The Executive Board of the International Monetary Fund (IMF) has completed the third review of the 3-year economic program (2017-19) under the Extended Credit Facility (ECF) for Cameroon and granted the country about $76.3 million.
According to the Washington-based lender, it is crucial for Cameroon to address revenue shortfalls and contain investment spending in order to reach the 2018 deficit target.
The 3-year ECF program valued at $667.8 million was approved June 26, 2017. It was designed to support government efforts to restore external and fiscal sustainability. The new grant brings total disbursements under the facility to about $438.9 million.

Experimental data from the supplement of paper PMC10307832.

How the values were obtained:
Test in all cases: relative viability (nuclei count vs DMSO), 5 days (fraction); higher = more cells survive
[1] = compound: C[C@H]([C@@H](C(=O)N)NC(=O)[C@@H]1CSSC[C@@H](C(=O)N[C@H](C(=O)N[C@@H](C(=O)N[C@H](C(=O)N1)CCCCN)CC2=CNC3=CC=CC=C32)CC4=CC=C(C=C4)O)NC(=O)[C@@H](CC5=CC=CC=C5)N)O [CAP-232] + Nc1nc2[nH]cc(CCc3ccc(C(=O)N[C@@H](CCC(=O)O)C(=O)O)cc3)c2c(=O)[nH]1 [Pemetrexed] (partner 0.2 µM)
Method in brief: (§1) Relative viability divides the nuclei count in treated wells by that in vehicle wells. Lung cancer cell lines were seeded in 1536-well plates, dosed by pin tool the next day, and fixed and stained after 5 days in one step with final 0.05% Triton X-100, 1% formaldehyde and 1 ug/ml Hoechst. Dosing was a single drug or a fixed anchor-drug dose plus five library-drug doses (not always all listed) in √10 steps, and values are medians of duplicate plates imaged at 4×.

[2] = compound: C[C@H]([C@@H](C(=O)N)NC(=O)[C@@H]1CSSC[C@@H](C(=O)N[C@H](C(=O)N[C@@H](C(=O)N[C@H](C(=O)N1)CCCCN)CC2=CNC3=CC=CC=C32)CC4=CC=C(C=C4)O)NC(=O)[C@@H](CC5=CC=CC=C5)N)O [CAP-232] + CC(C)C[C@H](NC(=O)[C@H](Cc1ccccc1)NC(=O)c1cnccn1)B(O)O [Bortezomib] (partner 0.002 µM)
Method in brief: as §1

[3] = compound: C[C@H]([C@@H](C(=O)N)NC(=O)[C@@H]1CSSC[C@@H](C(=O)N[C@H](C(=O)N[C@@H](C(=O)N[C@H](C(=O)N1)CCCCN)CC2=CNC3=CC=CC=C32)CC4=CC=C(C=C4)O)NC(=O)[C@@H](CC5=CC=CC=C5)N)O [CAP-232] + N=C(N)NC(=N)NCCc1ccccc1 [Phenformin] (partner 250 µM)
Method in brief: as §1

Cameroon’s performance under its ECF-supported program is broadly satisfactory. Most end-June 2018 targets have been met and structural reforms have advanced, with completion of key delayed financial sector reforms, Mitsuhiro Furusawa, IMF Deputy Managing Director and Acting Chair said.
The Central African nation’s economy is expected to grow 4 percent this year, up from 3.2 percent in 2017 due to the start of natural gas production.
Growth was slower in 2017 because of a sharp decline in oil output but new infrastructure projects and increased private investment should bring it to at least 5 percent in the medium term, the IMF said.
Cameroon, one of central Africa’s largest economies, produces about 180,000 barrels per day of oil and is Africa’s fourth-biggest cocoa producer.
The IMF warned, however, that the economy faces considerable risks, including deteriorating security in its English-speaking regions.